Gandermonium Film Review – ‘Zidane: A 21st Century Portrait’

So, Duke’s First Movie Review is here. Now when the rumour went around Gandermonium HQ that some of our members were trying to “diversify” the content a bit, the worry was that we were about to begin to make comments on other spheres in life that we really shouldn’t. Like social issues, health & safety regulations and other so called ‘sports’ to name but a few.

So it was with a sigh of relief that I found all they wanted to do was write a few football related film & book reviews! Phew! I of course didn’t realise that they wanted me to do it as well, but as I answered a higher calling from the editor-in-chief, the hope was that we would get to pick our own choices (I had already earmarked ‘Soccer Moms 4’ as a early possible watch), but alas, the guv’ner had decided to mix it up a bit and create something in a spreadsheet for us, and low and behold my first pick bestowed on me was….

Zidane: A 21st Century Portrait

Out ages ago in some shops….

Yes a film solely dedicated to the French fella that is Zinédine Zidane, luckily I have managed to get this on DVD for nearly an hours wage (£1.27 to be exact!) during one of my post pub online shopping sprees and with this masterpiece in hand, I look at the back of the case to be greeted with the following:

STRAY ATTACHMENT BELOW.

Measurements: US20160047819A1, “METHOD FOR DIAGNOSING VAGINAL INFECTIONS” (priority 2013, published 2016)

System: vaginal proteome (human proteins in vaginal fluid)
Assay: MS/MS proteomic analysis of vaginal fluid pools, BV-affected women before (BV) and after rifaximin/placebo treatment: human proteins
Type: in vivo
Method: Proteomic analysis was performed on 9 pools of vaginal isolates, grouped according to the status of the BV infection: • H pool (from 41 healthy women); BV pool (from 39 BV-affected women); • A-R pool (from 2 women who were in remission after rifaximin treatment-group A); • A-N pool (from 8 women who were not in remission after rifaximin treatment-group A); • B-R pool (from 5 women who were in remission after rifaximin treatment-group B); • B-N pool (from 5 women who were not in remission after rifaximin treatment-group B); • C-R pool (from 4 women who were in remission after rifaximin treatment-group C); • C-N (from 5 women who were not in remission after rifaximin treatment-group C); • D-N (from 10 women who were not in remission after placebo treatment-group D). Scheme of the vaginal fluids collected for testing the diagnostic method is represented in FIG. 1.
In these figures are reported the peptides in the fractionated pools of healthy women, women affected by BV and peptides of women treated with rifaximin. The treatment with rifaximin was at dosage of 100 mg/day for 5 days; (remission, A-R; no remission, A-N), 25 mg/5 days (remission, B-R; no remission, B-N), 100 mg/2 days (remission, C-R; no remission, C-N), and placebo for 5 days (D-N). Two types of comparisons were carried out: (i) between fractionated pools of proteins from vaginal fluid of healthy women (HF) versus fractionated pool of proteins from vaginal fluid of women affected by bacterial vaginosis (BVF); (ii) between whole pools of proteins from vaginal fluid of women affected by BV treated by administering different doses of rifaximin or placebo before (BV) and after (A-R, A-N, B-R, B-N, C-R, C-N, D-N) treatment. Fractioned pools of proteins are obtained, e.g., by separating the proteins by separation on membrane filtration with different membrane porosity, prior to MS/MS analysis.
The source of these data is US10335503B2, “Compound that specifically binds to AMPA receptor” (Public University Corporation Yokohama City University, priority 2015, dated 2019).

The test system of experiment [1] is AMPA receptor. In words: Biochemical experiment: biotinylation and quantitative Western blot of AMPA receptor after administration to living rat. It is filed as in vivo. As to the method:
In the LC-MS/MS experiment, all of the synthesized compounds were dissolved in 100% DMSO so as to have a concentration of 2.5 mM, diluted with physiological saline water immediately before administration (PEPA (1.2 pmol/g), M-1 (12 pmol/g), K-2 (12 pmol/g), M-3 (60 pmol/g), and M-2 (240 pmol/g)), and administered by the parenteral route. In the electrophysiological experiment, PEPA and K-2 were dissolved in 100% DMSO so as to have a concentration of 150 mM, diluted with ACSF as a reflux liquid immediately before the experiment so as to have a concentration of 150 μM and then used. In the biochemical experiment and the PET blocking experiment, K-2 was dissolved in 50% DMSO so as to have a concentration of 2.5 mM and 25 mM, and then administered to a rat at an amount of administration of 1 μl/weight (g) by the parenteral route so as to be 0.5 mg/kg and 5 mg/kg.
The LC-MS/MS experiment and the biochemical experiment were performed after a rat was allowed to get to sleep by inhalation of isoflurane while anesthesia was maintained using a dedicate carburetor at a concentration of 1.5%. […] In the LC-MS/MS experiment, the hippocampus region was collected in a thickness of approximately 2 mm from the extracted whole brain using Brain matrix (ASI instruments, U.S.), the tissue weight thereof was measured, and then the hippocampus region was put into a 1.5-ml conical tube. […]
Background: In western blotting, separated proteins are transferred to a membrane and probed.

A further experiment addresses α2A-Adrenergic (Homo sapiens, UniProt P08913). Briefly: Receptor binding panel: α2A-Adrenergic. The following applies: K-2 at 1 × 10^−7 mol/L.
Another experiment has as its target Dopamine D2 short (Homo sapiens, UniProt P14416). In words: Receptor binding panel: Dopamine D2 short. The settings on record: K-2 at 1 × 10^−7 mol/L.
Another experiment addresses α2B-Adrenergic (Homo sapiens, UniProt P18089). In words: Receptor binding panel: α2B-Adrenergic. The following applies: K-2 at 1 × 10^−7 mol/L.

During an entire Real Madrid vs. Villareal match before 80,000 fans at the Santiago Bernabeu stadium. 17 movie cameras under the direction of acclaimed cinematographer Darius Khondji were set around the playing field focusing solely on Zidane”

Oh Bollocks!

Of course, as people who know me and what type of football I support, this film did not feel to me like it was going to be a pleasant viewing experience. Because watching a sinlge geezer play at ‘being a footballer’ by rolling in the mud for 90mins is one thing, but to watch a man who is described as “one of the beautiful game’s greatest icons” is a totally different kettle of fish. One that I will have to psych myself up for, so as to get me in the zone for tonight’s entertainment.

The way in which this movie is set up is basically like a atandard football match, it is what scientists call ‘a game of two halves’. Straight off the bat you get some crazy Dutch psychedelic opening titles with the Scottish group ‘Mogwaii’ playing in the background. In fact I suppose it is done in the style of looking very close to the TV screen, but in reality I just though my telly might have been on the blink again.Then again it does sets you up for the forthcoming attraction as it leads on into the start of the match.

Don’t be under any illusions here, in this film your are watching just Zidane for 90mins. And it appears he spends most of his time just walking about looking on as the game carries on around him, and then suddenly he would spring into action with a run or a pass and then carry on strolling about around like a lost school boy.